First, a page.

Film is enjoying somewhat of a renaissance in recent years, the manual labour and thought processes required in creating an image without the ability to refer to a screen, being attractive to photographers who wish to learn more about their chosen craft.
Some, post digital photographers though may have been put off by the perceived complexity of processing their own black and white film, deterred by the notion that you need expensive equipment and a dedicated darkroom. In this article we will explain how easy it is to process a black and white film and dispel some of the myths.
Getting the Right Gear
First of all let’s have a look at what you need. You will process the film in what is known as a drum. It is basically a light tight container in which you pour and drain the chemicals. The film sits in the drum on what is called a spiral. This is, as its name suggests, a plastic or metal spiral around which the film is wound, keeping it separated from itself. Most modern processing drums include a plastic spiral that is loaded by putting the film tip at the beginning and twisting and turning one end of the spiral to gradually load the film. Older, more experience film enthusiast often prefer the metal spirals as although they are more tricky to load initially, with experience they can be loaded much quicker. Removing the film from its container can be done with a dedicated tool, or if you prefer a simple beer bottle opener will do the same job.
One of the myths we expel now, is the need for a darkroom. You do need a dark space to load a spiral but this can be an entirely light tight bag or at a push, under the duvet of a darkened bedroom. Once the film is loaded on the spiral and placed in the drum, the entire process takes place in light.
Thinking About the Environment
So once the film is loaded, it's time to process and here we can dispel another myth, that you need precise temperature control. Whilst it is true if you want highly consistent results across a range of similarly exposed films, in reality most black and white processing can be done at a room temperature of around 20C.
There are three chemicals required, the developer, the stop bath, basically a chemical that rapidly stops the development and the fixer which effectively preserves the developed image and washes away any unused silver halides left in the film after development.
There are a number of different developers to achieve different effects such as high contrast or low contrast but each manufacturer provides a spec sheet detailing how to dilute your chemicals and the recommended temperature.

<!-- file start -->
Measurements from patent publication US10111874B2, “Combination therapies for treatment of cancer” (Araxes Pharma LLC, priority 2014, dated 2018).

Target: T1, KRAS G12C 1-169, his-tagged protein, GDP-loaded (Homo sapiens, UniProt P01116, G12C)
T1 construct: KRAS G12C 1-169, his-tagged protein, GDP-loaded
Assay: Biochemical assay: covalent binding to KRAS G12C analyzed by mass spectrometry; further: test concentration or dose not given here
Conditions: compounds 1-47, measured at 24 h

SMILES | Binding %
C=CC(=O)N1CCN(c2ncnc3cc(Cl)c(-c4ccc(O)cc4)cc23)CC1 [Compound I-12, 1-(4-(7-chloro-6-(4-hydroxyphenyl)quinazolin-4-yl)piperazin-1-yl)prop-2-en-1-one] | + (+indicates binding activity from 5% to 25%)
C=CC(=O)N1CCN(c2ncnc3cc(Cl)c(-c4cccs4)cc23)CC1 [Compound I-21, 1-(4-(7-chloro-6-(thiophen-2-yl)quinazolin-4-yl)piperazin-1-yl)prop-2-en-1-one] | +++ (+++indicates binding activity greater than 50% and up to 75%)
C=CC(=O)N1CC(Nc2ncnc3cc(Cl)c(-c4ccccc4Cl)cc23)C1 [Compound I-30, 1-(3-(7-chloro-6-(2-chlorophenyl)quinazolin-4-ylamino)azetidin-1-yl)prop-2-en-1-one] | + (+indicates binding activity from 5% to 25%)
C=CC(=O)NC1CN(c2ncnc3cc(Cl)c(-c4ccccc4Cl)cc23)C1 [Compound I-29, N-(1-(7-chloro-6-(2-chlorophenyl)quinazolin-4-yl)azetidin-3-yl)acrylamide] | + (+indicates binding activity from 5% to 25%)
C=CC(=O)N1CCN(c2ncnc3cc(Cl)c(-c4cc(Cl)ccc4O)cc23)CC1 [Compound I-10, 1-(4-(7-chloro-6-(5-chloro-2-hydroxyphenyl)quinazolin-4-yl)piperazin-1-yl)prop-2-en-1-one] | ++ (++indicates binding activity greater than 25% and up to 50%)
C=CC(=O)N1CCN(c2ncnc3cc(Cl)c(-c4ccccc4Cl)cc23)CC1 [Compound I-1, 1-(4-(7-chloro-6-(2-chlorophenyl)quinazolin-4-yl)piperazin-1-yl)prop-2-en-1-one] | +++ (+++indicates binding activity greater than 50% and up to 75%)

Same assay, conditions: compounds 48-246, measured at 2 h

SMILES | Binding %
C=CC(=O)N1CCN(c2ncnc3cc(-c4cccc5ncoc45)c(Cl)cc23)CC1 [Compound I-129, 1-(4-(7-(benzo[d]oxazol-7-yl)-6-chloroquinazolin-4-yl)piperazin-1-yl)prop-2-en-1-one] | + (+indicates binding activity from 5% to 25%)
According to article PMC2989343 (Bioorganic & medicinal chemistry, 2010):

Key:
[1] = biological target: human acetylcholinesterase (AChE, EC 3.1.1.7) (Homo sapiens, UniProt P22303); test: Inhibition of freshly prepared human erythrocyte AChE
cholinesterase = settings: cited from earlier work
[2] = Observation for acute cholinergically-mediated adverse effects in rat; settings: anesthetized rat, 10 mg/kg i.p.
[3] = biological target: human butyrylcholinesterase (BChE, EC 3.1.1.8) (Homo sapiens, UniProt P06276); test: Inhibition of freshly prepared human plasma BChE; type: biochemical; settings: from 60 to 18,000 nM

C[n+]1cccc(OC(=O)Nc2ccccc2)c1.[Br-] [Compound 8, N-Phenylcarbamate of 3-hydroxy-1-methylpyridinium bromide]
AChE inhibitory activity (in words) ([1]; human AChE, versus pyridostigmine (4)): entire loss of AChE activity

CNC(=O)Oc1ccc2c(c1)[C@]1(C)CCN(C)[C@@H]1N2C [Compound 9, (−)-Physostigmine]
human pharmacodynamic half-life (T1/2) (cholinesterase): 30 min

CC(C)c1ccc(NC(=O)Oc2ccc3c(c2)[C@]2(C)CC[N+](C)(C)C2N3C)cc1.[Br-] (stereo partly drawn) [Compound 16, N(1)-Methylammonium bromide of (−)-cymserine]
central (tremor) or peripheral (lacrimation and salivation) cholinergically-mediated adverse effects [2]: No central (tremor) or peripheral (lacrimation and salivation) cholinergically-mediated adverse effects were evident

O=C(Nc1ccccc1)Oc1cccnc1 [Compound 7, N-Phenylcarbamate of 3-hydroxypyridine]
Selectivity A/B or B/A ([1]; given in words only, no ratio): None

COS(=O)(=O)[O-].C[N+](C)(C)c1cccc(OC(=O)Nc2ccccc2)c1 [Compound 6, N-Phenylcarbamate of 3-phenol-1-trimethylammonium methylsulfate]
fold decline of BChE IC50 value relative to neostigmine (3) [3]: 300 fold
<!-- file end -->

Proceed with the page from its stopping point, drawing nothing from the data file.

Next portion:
The developer is the most temperature critical of these, and if you are in a hot or cold room, the best way to get the developer close to 20 degrees is the measure the required amount into a measuring cylinder, it's worth having three of these, one for each chemical, then placing the cylinder in a bowl or sink full of water at 1-2 degrees above the required temperature, you can use a household thermometer to confirm the temperature. This way by the time you have loaded the film, the temperature will be almost spot on.
The developer is simply poured into a light tight valve on the top of the drum. You will need to agitate the developer according to the specifications, this is usually done by gentle swirling the drum to rotate the developer. Care should be taken with this action as do this too fast can create air bubbles leading to uneven development. Once you have reached the required development time, pour the developer away and add the stop bath.
Repeat this for the fix. You can open the drum around about half way though the fixing process to check the film. Fixing is fully completed if there is no milky whiteness left in the film.
Now its time to wash the film, this can be done either with the drum under a running tap for about 20 minutes or by filling the drum 2-3 times and gently agitating it. Either way, you need to make sure the water temperature is broadly similar to the chemical temperatures.
Drum and chemicals by Ennev, on Flickr
The last stage, drying can be the most difficult to get right. Gently remove the film from the spiral in a dust free environment. Using a special film squeegee, gently clear the excess water from the film moving from top to bottom, then hang the film, again in a dust free area, from a line, adding a small weight at the bottom to prevent the film curling.
Hanging them out to dry by ManWithAToyCamera, on Flickr
Once dry, you can carefully cut your negatives into strips and put them into archival sleeves for protection. Using a good light-box and a loupe you can decide on which ones to either print or scan to a digital file.
And there you have it, a fairly minimal outlay for a very rewarding and simple process. If you are still daunted by it, I will leave you with this thought. In the days of film photo journalism, photographers with a scoop or exclusive who wanted to get ahead of the pack, would develop their films still in the cassette, and using a pencil to revolve the film whilst it sat in in a tea or coffee mug of developer. It wasn't perfect but it got the results quickly.